The festivities includes ceremonial welcome of Mahabali on the first day. Clay idols painted red (called Trikkakarappan, also called Onathappan) to which all the harvests are offered first thanking him for the Gift of abundance showered.
Maveli nadu vaneedum kalam, manusharellarum onnupole amodhathode vasikkum kalam apathangarkkumottillathanum
(When Maveli ruled the land, All the people were equal. And people were joyful and merry; They were all free from harm.). On the last day of Onam (Thiruvonam), the clay idols are immersed in sea/river with a prayer to Mahabali to return next year.
An essential part of the fesitiviy is laying out of the now famous & renowned flower rangoli called Pookalam. Some pictures below, the way we celebrated with friends
Traditionally each day the Pookalam gets bigger and the 10th day was the grandest one. And this in itself was an enjoyable ritual for children, thanks to friends who celebrated it traditionally.
And then business part (for me) of any festival the famous, Onam Sadhya (Onam Feast)
Other associated rituals and fesitivities include Pulikali (Tiger Dance), Thiruvathirakali (Women dancing in honor of Lord Shiva), Kummattikali
Now that the fun part is done, for some deeper significance (May not be politically or even religiously correct but this is what the festival held out as learnings for me)
This festival is the best example of Sanatana Dharma tradition – Even an Asura who is a true Bhakta (devotee) is venerated – Goes to show that it is not the “Who” that matters but the “What”. Being an Asura did not preclude him from being worshipped, his virtues were recognized and aspired for. Which by extension also means there is no concept of Sinners – only people who commit acts of sin. Love or hate the “Act” not the “Actor” It is a value that I alway cherished & forms part of my introduction in the “About” page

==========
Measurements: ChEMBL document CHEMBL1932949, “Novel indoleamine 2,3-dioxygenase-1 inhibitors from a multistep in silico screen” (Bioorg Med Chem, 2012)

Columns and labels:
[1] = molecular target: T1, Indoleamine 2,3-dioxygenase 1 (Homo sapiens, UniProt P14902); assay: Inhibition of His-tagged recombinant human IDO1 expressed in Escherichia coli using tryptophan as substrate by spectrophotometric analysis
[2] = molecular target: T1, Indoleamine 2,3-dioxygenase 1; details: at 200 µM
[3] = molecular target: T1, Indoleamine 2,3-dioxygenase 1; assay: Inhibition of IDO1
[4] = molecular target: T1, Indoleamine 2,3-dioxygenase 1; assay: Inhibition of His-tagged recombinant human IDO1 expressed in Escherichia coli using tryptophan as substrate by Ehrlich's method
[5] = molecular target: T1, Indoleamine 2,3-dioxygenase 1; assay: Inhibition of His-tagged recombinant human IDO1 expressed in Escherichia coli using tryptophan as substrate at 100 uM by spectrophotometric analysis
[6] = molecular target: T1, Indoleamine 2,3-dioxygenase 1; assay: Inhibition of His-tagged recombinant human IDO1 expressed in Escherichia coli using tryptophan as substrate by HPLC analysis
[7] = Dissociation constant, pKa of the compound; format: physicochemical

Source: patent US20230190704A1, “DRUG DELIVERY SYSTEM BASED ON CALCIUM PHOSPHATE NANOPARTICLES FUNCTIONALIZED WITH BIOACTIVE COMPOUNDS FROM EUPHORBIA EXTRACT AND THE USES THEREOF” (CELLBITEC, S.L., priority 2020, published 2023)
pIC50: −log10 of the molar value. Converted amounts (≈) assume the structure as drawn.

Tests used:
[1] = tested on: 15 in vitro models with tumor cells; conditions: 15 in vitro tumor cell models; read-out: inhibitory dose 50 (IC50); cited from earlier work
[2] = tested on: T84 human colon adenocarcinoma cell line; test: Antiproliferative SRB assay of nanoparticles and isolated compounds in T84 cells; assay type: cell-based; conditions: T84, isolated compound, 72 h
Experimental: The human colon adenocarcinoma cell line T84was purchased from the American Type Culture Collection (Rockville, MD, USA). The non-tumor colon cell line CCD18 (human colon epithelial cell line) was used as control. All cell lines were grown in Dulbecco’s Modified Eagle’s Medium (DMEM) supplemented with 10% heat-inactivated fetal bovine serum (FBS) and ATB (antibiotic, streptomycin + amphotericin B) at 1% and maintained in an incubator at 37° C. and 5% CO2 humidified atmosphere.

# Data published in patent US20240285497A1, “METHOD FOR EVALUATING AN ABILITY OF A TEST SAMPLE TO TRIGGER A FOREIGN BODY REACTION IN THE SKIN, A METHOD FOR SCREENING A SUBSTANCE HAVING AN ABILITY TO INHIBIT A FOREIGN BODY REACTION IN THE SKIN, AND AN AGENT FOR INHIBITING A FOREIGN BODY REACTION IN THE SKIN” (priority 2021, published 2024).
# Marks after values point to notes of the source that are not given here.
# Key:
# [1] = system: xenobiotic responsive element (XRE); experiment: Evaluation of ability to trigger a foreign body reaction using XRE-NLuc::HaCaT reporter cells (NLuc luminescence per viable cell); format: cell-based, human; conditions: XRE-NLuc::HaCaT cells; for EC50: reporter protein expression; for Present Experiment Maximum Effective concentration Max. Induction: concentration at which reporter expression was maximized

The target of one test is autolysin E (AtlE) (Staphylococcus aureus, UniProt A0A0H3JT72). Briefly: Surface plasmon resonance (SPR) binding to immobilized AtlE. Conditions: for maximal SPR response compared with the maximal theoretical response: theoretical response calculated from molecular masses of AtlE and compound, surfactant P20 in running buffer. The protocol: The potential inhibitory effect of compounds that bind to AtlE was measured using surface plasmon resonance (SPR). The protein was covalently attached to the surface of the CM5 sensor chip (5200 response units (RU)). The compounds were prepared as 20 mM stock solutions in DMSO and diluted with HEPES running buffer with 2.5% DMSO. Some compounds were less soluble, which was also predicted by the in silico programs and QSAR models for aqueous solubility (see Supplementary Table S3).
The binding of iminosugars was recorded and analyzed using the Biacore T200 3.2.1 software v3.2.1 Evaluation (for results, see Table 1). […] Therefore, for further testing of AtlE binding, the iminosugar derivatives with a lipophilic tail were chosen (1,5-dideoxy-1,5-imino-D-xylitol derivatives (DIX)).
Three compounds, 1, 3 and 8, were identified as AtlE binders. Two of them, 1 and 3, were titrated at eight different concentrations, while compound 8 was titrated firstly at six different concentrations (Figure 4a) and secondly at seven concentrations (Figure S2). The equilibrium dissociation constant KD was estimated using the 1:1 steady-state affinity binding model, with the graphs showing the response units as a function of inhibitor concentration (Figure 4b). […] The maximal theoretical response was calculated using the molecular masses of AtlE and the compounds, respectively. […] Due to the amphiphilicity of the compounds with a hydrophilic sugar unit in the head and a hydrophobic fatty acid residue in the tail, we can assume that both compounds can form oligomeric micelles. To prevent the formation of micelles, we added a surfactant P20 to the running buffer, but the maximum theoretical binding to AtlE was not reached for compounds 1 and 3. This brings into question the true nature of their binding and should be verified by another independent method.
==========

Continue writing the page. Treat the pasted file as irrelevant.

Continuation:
Secularism (in true sense, it just means being a Hindu) was an essential part of our Festivals. It was all about revering and honoring the nature. Even the Mahabali song (in red above) indicates the Secular (Hindu way) character. Bharateeya Sanskriti never talks in terms of “Tolerance” but in terms of “Acceptance” (A bane these days? I tend to think so). I celebrated Onam with Mr. Thomas and family in 1993 while living in Nasik (though it did not include the rituals that accompanies the celebrations, Sadhya was the motive). Not sure if the radicalized society that the state has become, still allows him such niceties
Idols made of clay (I was told it is traditionally made from the soil for the fields that sustains their livelihood) is honoring the land that gives us everything and the immersion of the clay idol finally is to signify whatever we take has to be restored back to nature.
WISHING EVERYONE A VERY HAPPY ONAM
PS: In the Mahabali picture is Sri Praseed an ashramite and an ardent follower of His Holiness Sri Sri Ravi Shankar ji of The Art of Living